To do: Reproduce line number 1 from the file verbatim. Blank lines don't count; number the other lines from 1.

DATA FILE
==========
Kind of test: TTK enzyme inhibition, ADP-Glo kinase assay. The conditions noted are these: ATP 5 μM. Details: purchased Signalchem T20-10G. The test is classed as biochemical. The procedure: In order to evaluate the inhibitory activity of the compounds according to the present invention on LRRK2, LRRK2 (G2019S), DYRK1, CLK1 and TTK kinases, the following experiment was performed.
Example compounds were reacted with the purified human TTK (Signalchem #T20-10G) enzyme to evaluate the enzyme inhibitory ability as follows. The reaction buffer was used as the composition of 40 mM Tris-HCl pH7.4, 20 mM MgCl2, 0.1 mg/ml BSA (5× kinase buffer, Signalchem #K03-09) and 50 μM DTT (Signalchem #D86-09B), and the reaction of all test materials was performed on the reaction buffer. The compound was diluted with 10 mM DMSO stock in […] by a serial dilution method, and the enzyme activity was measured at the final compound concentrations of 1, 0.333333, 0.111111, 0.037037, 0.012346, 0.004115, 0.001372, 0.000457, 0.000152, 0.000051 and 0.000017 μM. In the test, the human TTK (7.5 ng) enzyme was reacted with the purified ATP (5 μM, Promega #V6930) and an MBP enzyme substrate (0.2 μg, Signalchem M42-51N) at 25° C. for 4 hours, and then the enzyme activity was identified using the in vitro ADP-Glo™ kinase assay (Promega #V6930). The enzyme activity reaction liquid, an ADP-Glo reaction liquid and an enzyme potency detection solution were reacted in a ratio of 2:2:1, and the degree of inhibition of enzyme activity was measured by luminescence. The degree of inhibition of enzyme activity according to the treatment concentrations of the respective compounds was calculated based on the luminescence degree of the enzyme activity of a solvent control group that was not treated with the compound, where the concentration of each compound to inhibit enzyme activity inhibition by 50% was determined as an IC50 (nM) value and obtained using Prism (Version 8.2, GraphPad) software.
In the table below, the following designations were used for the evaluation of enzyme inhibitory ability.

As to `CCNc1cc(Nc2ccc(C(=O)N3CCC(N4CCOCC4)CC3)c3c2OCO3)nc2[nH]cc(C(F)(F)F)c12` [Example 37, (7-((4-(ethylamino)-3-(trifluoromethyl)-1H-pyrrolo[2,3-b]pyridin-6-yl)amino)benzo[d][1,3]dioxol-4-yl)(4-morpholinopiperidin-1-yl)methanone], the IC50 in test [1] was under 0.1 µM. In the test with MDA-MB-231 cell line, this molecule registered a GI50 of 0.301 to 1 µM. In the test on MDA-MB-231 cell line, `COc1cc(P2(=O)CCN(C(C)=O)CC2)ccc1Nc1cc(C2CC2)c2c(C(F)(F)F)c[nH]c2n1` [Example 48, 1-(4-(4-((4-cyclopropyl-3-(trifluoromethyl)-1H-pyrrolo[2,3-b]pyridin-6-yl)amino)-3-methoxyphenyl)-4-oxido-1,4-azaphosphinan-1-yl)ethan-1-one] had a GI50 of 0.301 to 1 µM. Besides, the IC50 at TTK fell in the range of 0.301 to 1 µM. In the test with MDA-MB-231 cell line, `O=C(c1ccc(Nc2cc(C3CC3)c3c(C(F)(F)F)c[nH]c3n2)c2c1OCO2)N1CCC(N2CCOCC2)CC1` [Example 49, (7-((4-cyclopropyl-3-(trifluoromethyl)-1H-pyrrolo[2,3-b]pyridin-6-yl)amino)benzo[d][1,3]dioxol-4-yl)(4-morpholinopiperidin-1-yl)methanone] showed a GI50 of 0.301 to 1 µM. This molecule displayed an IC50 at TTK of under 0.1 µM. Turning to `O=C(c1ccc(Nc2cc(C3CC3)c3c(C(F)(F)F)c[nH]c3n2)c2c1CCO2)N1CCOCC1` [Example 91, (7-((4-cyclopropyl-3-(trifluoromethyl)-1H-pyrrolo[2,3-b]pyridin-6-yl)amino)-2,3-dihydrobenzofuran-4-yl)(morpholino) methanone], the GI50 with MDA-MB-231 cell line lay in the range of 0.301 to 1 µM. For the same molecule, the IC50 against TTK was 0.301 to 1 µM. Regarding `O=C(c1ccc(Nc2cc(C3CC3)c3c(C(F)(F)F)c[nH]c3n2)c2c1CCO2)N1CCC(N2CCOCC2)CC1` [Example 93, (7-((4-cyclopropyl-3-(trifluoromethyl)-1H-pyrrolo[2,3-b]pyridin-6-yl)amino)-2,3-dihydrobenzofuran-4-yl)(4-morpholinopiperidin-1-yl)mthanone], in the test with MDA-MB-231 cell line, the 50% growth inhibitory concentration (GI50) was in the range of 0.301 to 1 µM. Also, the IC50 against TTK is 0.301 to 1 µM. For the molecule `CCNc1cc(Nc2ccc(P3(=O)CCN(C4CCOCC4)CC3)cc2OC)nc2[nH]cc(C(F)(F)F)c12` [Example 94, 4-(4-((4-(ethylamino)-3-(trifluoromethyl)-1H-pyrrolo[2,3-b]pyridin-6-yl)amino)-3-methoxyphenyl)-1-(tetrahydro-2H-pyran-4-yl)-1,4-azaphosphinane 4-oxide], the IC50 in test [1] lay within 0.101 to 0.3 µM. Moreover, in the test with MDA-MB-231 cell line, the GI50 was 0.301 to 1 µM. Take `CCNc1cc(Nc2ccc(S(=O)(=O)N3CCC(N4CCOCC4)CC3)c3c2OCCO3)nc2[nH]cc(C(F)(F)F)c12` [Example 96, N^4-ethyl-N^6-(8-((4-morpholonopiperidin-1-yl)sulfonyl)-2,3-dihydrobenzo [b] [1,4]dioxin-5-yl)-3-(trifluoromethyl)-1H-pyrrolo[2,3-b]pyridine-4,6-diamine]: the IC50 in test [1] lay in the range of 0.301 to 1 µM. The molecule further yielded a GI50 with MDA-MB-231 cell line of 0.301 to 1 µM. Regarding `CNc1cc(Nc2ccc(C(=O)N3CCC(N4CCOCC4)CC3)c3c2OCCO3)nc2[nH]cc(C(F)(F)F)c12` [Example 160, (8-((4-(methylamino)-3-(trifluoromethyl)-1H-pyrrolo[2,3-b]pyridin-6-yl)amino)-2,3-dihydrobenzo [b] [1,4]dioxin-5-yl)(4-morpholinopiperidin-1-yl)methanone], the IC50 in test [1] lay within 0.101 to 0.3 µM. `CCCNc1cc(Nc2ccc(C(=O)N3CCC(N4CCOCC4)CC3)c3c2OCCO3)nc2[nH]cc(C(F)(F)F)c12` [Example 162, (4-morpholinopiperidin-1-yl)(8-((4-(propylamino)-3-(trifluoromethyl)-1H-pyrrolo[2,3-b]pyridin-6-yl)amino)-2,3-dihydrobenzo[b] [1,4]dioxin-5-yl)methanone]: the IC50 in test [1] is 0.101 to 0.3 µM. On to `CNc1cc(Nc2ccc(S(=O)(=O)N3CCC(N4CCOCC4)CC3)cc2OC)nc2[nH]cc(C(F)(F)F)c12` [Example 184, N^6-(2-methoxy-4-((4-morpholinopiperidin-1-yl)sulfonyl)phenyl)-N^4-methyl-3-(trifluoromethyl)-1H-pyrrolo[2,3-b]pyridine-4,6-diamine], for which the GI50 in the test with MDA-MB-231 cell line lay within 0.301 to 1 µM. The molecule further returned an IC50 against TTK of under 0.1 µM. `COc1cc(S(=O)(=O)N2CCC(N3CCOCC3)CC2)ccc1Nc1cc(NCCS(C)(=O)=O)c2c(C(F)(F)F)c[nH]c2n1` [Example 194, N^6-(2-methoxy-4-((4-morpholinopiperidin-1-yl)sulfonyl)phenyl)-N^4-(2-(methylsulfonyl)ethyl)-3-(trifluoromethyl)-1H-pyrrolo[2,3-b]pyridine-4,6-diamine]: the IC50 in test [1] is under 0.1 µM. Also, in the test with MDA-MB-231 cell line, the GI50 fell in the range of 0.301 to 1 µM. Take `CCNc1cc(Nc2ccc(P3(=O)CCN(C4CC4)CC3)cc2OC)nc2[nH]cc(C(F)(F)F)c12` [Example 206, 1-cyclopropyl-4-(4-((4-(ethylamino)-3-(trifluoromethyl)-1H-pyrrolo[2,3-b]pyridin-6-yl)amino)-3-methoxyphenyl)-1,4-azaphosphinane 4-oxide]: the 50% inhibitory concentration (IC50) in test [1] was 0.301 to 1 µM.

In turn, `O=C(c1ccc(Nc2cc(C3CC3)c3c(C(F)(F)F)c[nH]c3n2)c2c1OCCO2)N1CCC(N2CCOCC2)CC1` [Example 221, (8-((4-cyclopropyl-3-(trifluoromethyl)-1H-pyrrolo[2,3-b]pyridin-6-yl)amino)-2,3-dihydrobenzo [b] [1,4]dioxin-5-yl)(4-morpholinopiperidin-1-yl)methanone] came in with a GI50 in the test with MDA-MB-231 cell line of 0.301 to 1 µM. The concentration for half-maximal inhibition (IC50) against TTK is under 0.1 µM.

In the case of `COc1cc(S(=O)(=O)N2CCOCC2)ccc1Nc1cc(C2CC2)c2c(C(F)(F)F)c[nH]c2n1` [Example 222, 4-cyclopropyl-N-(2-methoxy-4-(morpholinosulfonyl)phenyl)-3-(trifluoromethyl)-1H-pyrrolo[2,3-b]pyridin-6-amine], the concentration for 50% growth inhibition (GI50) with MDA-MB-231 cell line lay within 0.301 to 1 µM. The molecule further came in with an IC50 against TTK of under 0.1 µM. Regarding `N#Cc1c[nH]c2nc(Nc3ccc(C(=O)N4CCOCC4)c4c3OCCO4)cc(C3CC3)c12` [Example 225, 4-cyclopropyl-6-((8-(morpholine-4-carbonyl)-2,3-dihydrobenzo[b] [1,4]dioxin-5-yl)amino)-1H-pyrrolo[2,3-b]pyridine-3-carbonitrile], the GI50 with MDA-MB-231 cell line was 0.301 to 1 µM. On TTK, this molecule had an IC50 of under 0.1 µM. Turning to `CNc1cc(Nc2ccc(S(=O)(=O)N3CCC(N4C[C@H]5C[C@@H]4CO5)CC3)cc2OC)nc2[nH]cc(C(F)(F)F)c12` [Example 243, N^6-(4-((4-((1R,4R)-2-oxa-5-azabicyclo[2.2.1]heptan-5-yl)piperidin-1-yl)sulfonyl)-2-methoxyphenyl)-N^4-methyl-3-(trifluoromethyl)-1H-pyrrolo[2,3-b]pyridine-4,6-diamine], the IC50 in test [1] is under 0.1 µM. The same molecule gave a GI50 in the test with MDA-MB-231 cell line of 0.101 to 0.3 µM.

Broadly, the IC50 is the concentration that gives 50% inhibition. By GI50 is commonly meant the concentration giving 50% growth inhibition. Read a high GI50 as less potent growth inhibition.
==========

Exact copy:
Kind of test: TTK enzyme inhibition, ADP-Glo kinase assay. The conditions noted are these: ATP 5 μM. Details: purchased Signalchem T20-10G. The test is classed as biochemical. The procedure: In order to evaluate the inhibitory activity of the compounds according to the present invention on LRRK2, LRRK2 (G2019S), DYRK1, CLK1 and TTK kinases, the following experiment was performed.